Now my question is whether that $7000 was money well spent, or whether that was money down the toilet?

Now mind you, I am certainly not discounting the importance of attractive curb appeal on the exterior of a home…In my opinion, if this were my client and I knew they were planning on spending money to put the house on the market I would have advised them to spread the money out. I would have advised them to clean up the outside flower beds, pull the weeds and plant some pretty flowers themselves, declutter, paint the inside and outside, remove all old wallpaper and replace at the very least the carpeting. If I took a closer look and the vanities were terrible, I would have advised them to change them out, money permitting, of course.

It pays to talk to a professional before getting ready to place your house on the market.

 

 

Sandy Shores Melbourne FL Realtor

This article is authored by Sandy Shores, Melbourne FL REALTOR.

South Brevard County, Florida Space Coast.

‘I Don’t Care if Buyers are Qualified or Not, I Want Anyone That Wants To, To See My Home!’

 

I went on an appointment to speak with a seller about professionally marketing her home for sale. 

I met with this kind gracious elderly woman that had lived in her home for nearly 30 years.  She had lost her husband and her house was filled with exquisite antiques. My recomendation to her was to have a large percentage of her hierlooms packed up, and stored away someplace.

She had a quaint, comfortable, nicely maintained home.  It was in the $150,000 price range. If priced properly I did not see a problem with marketing and selling the home for her.

I spent time going over my marketing plan, so she would understand what I would be doing to get her home in front of as many qualified buyers and as many buyers agents as possible.

I got to the preapproved and prequalified section of my marketing plan.  I explained to her that it is important that we be sure that buyers that look at her home be preapproved to buy in that range.  Now, mind you, I understand that there are always exceptions to every rule – an investor that can’t decide if he wants to pay cash or to finance a portion of the purchase.  A buyer with over 50% down.  I understand that.

However, I also understand that over the past several years we have found agents that are putting buyers in their cars that are unable to qualify to purchase a home at this time or any other time in the near future.  So, I indicated to her that I did not want buyers coming in that could not qualify.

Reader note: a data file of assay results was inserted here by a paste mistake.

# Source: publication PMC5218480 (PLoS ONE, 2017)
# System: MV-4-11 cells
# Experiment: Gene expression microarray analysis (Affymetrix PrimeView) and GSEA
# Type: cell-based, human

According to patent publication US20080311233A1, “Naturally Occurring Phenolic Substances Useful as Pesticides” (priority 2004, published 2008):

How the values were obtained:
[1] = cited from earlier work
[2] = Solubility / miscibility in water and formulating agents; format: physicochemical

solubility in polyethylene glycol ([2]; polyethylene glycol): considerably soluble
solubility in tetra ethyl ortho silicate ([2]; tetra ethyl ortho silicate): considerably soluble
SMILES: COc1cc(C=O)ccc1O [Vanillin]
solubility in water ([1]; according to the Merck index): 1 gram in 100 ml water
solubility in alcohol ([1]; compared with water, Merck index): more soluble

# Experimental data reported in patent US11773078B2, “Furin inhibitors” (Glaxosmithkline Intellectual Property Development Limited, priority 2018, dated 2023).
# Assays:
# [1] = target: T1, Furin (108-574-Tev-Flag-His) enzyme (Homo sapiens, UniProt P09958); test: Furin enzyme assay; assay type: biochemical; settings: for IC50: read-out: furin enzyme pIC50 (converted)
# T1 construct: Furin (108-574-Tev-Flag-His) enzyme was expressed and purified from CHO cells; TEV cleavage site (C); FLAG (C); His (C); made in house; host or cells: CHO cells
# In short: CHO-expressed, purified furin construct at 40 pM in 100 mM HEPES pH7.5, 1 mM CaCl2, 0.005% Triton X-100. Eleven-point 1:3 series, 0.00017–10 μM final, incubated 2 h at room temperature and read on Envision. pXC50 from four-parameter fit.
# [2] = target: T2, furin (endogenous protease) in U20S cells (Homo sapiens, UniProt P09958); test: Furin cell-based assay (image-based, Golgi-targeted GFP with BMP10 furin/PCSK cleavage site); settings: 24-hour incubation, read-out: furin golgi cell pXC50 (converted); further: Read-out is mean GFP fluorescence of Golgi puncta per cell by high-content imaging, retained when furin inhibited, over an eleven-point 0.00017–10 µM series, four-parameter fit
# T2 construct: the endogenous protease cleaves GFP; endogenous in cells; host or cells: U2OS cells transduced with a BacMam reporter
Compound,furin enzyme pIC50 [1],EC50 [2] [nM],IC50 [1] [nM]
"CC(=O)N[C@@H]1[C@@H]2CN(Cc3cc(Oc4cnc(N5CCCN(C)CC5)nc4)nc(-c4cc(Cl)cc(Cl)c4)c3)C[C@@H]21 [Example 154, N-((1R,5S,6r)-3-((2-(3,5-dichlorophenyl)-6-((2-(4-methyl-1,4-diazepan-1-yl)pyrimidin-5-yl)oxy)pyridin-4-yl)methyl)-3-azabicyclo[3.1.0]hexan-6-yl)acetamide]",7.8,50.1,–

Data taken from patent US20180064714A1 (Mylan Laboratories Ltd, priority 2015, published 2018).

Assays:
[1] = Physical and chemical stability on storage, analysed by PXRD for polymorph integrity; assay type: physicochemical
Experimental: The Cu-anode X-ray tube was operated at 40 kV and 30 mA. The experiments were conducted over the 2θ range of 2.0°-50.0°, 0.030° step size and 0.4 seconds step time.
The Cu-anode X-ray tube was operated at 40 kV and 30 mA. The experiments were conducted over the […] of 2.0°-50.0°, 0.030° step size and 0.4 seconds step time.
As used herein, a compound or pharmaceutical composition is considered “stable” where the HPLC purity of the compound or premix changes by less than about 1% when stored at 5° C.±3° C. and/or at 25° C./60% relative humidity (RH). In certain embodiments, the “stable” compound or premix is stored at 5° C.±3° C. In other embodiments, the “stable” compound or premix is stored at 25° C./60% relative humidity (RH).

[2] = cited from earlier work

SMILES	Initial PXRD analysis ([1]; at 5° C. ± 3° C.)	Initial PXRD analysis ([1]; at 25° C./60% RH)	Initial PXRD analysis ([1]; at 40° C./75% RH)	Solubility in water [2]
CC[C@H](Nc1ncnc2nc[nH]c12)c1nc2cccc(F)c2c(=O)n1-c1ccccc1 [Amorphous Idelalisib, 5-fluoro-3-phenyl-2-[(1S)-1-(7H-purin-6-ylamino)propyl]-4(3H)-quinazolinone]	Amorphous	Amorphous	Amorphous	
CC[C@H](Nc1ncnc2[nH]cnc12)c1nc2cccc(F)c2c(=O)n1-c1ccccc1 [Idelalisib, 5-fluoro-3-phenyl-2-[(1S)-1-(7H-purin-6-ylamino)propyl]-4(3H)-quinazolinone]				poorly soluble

My concern also was that she was a much older woman with a house full of beautiful furnishings.

When I told her we would be showing the house to only preapproved buyers she was taken aback. 

She looked at me in disbelief!  I explained to her what I meant and that we must be cautious of who is coming through the home and I didn’t want to waste her time.

‘NO!’  I will not agree to that, ‘ABSOLUTELY NOT!’

“I’m not sure that I understand.” I responded.

‘I want every single person that wants to look at my house to come in and look at it! Period!  End of discussion!’

“But,” I tried to respond. I wanted to be sure she had understood what I was proposing.

‘NO, DIDN’T YOU HEAR WHAT I SAID?’

“Perhaps you don’t understand,” I attempted to proceed on.

NO, I think that it is you that doesn’t understand!’  She was quite adamant!  Her mind was made up!

‘I told you NO!’

I was a bit unsure how to proceed, but I did, with obvious tension in the air. I had never had a seller tell me they wanted anyone and everyone tracking through their home, no matter what!

I finished up with the presentation and kept it short. I asked if she had any questions.

‘I will not have you, nor anyone else tell me who will or will not come through my home.’

“I understand,” I responded, as I knew that she was not going to hear anything else about it.

I do have to admit, I did think back over the situation more than once.

Two weeks later the home was listed for sale, with another agent, at another company for nearly $200,000.

Ouch, at that price I would never have been able to sell it!

I felt sad for the woman!

 

Sandy Shores Melbourne FL RealtorThis article is authored by Sandy Shores, Melbourne FL REALTOR.

South Brevard County, Florida Space Coast.

All information is believed to be accurate, but is not warranted.

The Importance of Great Curb Appeal in Selling Your Home

A large percentage of home buyers decide whether or not to look inside a house based on its curb appeal or exterior appearance. What they see when they drive by or arrive for a showing sets an immediate impression and often determines if they want to come inside.

Great curb appeal

First, You Have to Get Detached

We are all proud of our homes, but when you are getting ready to sell it, you must try to detach yourself from the home and remember this is going to be a business transaction. Try to look at your house in the same way a potential home buyer may.